Archive for the ‘Mystery’ Category

Where Are You Now

By: Mary Higgins Clark

I remember when I was little and just starting to read chapter books, I loved to read mysteries (and of course horror stories by R.L. Stine, but that’s besides the point).  However, now that I have moved on from the chapter books, I haven’t come across many mystery novels that are actually very mysterious.  About halfway through the book, I tend to have a pretty good idea of who did it and how.  Mary Higgins Clark’s novel Where Are You Now was the exception.  I had never read one of her books before, but I was very pleased with her easy to read style and a story that kept pulling me in different direction on different leads.

The gist of the story is this: there is a young man who goes missing but calls home to tell his family that he is ok every year on Mother’s Day.  Then a woman gets abducted on her way home from a club late one night and these two crimes get confusedly intertwined, with multiple plausible suspects, the case is not solved until the last chapter.  At the risk of giving away too much, I will leave it at that.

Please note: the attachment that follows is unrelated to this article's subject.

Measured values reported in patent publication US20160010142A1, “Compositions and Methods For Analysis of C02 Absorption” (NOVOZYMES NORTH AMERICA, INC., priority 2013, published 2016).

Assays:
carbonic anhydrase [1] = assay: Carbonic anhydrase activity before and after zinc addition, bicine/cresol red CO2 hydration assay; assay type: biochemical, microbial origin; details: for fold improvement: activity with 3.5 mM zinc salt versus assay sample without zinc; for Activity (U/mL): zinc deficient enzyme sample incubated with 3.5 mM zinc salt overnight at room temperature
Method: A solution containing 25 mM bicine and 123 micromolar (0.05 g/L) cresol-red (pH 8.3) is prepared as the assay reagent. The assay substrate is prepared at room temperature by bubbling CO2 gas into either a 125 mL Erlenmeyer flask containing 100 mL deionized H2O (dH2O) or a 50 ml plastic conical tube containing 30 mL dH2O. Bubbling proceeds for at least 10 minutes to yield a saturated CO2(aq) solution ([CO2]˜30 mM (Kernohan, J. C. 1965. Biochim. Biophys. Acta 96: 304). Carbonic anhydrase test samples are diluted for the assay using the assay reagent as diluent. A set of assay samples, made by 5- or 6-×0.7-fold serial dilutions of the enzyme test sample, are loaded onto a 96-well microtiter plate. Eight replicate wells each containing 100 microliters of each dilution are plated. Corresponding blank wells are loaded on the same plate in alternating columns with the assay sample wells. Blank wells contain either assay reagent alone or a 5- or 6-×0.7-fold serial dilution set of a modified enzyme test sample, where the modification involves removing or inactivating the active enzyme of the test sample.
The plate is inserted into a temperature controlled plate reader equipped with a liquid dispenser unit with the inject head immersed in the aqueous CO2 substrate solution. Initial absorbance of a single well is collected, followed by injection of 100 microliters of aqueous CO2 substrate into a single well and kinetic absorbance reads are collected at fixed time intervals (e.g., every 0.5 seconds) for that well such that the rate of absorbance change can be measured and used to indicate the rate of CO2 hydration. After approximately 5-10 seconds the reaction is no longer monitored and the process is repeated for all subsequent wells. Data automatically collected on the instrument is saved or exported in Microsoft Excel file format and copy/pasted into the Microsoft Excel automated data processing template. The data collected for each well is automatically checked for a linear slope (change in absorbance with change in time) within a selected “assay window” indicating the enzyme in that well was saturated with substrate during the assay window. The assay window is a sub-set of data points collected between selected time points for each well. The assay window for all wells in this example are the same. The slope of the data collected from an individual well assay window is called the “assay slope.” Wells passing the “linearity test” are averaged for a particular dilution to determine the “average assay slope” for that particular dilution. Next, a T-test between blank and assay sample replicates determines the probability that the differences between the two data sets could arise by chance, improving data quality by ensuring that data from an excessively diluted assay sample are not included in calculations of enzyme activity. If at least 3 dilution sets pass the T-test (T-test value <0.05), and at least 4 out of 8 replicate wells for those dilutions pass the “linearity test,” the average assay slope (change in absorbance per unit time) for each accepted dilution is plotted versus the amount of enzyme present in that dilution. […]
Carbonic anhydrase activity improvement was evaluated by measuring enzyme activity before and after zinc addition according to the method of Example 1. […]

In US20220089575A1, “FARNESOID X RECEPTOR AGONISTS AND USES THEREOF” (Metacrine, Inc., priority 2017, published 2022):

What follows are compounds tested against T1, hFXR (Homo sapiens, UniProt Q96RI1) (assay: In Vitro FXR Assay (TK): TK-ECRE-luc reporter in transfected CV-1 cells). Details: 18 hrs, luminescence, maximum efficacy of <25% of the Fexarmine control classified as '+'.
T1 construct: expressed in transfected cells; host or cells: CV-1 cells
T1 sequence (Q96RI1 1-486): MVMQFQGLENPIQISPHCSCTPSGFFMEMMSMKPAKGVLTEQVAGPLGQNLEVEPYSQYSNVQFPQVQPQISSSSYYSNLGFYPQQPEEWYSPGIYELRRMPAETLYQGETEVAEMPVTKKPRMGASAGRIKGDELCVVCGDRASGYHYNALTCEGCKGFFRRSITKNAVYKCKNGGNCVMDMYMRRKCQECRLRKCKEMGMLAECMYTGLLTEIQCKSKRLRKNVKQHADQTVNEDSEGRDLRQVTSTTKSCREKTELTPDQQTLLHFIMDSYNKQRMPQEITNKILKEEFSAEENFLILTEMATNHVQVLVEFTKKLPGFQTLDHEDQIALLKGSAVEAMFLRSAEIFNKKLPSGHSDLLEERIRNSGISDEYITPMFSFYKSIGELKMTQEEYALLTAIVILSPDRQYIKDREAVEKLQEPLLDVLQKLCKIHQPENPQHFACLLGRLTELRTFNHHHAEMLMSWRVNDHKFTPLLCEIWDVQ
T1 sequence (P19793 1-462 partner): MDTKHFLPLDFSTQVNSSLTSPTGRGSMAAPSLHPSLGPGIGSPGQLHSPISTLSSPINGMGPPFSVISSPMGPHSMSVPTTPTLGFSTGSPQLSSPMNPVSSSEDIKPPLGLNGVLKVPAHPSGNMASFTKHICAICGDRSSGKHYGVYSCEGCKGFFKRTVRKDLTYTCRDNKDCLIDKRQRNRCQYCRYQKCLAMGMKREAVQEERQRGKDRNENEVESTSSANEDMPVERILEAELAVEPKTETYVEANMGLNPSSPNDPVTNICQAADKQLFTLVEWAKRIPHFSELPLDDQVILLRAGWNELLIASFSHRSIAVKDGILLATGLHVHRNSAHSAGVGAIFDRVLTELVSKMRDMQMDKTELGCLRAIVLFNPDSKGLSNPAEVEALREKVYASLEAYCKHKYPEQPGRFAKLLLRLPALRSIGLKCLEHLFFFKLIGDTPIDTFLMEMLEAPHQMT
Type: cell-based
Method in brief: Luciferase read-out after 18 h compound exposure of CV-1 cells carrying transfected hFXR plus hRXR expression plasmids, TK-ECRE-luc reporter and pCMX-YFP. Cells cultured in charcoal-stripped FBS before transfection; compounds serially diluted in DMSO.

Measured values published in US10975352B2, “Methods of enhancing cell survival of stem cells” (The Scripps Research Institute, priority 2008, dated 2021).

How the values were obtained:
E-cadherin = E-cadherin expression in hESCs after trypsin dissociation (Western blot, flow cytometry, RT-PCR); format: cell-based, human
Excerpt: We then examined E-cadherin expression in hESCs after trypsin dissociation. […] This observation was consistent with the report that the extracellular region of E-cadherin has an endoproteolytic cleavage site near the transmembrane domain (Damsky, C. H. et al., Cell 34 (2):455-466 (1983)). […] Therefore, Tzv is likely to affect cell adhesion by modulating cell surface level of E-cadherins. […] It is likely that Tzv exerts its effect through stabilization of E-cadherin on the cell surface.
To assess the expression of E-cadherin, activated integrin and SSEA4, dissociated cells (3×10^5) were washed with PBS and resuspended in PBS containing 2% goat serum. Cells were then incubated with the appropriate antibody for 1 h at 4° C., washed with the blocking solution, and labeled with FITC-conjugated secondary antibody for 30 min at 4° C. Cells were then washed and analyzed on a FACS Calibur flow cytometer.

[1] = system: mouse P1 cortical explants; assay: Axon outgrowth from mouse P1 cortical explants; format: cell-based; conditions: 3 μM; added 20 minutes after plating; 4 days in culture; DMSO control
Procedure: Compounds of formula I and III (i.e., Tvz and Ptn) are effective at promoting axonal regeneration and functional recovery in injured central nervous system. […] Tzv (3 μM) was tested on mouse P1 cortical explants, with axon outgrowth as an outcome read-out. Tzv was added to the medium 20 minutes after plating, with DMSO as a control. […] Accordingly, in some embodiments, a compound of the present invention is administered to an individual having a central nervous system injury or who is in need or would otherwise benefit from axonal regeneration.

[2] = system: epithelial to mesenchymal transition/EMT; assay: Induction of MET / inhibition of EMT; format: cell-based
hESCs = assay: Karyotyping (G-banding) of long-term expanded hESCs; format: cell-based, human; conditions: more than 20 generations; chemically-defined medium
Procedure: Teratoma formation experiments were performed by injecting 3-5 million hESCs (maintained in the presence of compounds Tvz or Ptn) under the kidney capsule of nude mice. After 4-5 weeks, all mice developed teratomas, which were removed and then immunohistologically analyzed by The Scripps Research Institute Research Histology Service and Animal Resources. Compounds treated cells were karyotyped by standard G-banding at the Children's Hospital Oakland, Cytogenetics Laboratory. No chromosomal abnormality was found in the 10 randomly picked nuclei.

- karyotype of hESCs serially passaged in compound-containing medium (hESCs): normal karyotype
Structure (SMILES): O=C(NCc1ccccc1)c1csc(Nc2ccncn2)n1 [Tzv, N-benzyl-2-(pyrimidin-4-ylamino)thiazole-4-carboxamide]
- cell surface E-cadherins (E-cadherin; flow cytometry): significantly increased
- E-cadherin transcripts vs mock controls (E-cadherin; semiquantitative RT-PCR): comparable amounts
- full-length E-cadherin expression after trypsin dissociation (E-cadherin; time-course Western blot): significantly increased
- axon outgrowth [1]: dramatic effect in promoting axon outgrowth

I would definitely recommend this book, especially to the reader that is looking for a light, easy read that will keep you interested.


Special Topics in Calamity Physics

special-topics-in-calamity-physics-by-marisha-pesslThere are a lot of things I enjoyed about “Special Topics in Calamity Physics.”  The title, the chapter titles were all literary works, the first hundred pages of the book, and the last two hundred.  Pages 100-300 were on the slow side but it picked up as most murder mysteries do.  If I’m being 100% honest with myself, I bought this just because of the title and the cover.  My judgement of the cover seemed to work itself out in the end.

Pessl tells the story of Blue Van Meer’s senior year of high school….She has moved countless times since her mother died and her father continually moved to teach at a new college nearly every semester.  During her senior year, she befriends the “bluebloods” and a teacher, Hannah Schneider (the victim) and the tale continues to grow taller throughout each page.  Sometimes unbelievable but almost always entertaining, following Blue through her discoveries was definitely worth the read in the end.

The Girl With The Dragon Tattoo

With the intriguing title, (and I’ll admit I liked the cover, too.), “The Girl With The Dragon Tattoo”  hasn’t failed me.  This intertwined tale of a financial reporter and the murder of a young girl nearly forty years ago, immediately pulled me in and did not let me go until the end.

This is not an extraordinarily literary book however it is an entertaining story and something different from the things I have been reading lately.  It reminded me of The Da Vinci Code in a the way it was written but the story was nothing remotely similar.

One thing that will never fail to irritate me: figuring out the end before I get there.  It always ruins a fun surprise.  Despite that, I still enjoyed this book and would recommend it.